Glasgow secures new experimental research centre for arthritis

Issued: Wed, 11 Jul 2012 14:00:00 BST

The University of Glasgow has been named as an Arthritis Research UK (ARUK) Experimental Arthritis Treatment Centre – the first in Scotland.

The Centre will recruit local patients to test new and existing drugs and to find new approaches that can predict which treatment works best in individuals.

With joint start-up funding of £225,000 over three years from medical research charity Arthritis Research UK and the Scottish Government’s Chief Scientist Office, the centre aims to take forward the recent advances in the treatments available for people with arthritis.

Principal investigator Professor Iain McInnes said: “Glasgow has a long tradition of excellence in the investigation of arthritis treatments, and we’re delighted that the Scottish government has decided to work together with a major medical research charity for the good of Scottish patients.

“We want to use our expertise to answer some important questions: to discover how established medicines work and allow us to use them even more effectively; and to find out why people with arthritis are more disposed to developing heart attacks and strokes, and to becoming depressed. Above all we want to try and understand why arthritis happens in the first place.

“We aim to use current medicines as ‘molecular scalpels’ to find out more about disease, and with that new knowledge make treatment better. For example we want to bring in new tests that we can use to predict which medicines are right for which people at a given point in their disease, and hopefully avoid offering medicines that have a high chance of causing side effects.”

Rheumatoid arthritis affects nearly half a million people in the UK. It is a chronic, disabling condition in which the body’s immune system attacks the joints.  Although newer biologic treatments such as anti-TNF therapies pioneered by Arthritis Research UK have made a huge difference to patients’ lives, a significant proportion of patients still do not respond to such treatment.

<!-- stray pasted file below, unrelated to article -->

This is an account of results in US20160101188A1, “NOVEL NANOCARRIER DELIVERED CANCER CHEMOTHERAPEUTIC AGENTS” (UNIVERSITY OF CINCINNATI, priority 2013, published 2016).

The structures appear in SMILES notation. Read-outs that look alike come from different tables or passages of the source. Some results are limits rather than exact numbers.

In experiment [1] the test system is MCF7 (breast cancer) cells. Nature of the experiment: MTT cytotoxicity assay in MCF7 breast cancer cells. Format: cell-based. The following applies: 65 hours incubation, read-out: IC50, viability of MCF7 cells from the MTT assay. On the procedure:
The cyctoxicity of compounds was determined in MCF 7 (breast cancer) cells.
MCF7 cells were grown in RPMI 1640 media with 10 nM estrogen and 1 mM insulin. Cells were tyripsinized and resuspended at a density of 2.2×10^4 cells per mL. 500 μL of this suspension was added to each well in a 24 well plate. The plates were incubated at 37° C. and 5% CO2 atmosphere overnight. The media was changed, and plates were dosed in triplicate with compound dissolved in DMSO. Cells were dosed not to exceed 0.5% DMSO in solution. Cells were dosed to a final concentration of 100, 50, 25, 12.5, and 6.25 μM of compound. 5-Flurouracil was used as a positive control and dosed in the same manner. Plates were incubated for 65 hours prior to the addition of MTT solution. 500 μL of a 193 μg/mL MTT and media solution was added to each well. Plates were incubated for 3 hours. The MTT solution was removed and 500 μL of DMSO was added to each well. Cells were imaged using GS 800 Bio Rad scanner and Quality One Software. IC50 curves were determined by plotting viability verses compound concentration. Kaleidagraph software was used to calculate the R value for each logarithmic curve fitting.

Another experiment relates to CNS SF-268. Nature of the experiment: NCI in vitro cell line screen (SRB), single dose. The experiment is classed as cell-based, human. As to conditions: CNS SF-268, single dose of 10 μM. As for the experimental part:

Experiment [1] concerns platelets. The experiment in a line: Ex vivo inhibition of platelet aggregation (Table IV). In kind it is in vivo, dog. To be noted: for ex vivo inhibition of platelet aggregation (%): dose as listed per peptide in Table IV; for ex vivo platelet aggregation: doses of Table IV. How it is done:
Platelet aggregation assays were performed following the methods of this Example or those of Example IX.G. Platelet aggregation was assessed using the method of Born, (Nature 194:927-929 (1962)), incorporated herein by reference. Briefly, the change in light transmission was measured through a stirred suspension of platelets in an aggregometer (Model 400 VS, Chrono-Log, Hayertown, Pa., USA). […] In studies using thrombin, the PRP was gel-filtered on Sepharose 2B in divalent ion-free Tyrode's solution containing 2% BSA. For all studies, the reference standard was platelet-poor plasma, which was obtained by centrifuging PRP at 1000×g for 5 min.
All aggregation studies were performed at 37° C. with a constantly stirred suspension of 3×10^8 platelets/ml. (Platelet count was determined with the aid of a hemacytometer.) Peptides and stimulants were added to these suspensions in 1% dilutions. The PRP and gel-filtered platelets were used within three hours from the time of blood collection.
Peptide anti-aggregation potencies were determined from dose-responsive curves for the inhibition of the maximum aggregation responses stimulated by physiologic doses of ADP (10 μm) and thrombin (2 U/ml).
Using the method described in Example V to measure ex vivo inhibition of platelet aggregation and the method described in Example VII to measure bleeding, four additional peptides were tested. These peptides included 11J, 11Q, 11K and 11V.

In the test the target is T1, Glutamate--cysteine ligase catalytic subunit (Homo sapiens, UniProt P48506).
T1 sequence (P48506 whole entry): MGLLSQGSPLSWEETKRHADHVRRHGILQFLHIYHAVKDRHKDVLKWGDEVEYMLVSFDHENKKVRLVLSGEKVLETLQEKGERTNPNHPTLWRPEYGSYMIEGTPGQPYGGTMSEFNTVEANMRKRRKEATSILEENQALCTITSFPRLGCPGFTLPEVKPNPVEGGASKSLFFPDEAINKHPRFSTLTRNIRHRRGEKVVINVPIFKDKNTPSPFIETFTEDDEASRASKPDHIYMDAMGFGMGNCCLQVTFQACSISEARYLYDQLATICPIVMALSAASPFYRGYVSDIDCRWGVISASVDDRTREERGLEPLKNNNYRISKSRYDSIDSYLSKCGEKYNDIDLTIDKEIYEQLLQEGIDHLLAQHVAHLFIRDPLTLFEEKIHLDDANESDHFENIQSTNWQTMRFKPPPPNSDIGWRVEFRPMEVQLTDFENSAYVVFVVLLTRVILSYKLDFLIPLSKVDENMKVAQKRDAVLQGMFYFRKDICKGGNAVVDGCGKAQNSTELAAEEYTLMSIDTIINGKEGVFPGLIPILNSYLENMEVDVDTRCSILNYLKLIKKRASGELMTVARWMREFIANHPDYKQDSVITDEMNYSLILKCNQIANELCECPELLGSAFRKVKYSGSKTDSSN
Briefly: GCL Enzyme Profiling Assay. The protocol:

In the team’s first trial of up to 15 patients they will investigate whether giving rheumatoid arthritis patients a particular biologic drug can change their cholesterol metabolism. This could lead to a reduction in the higher than normal levels of heart disease in patients with the condition.

Medical director of Arthritis Research UK Professor Alan Silman said: “There’s a real need to do in-depth testing of the benefits and safety of new drugs in small numbers of patients before large scale trials can begin, and our new experimental arthritis treatment centres will provide the resources to study patients in these key first stage studies.”


For more information contact Stuart Forsyth in the University of Glasgow Media Relations Office on 0141 330 4831 or email stuart.forsyth@glasgow.ac.uk or Catherine Barber at Arthritis Research UK on 0207 612 7282 or c.barber@arthritisresearchuk.org

 

Notes to Editors

Arthritis Research UK is the leading authority on arthritis in the UK, conducting scientific and medical research into all types of arthritis and musculoskeletal conditions. It is the UK’s fourth largest medical research charity and the only charity solely committed to funding high quality research into the cause, treatment and cure of arthritis. 

  • Arthritis Research UK has launched a new range of patient information booklets and leaflets, to provide an on-going source of information and support to patients. The resources were written by medical professionals following research into what patients really need. The booklets and leaflets have been specifically developed to meet these needs, designed to be straightforward, clear, completely up to date and jargon free.

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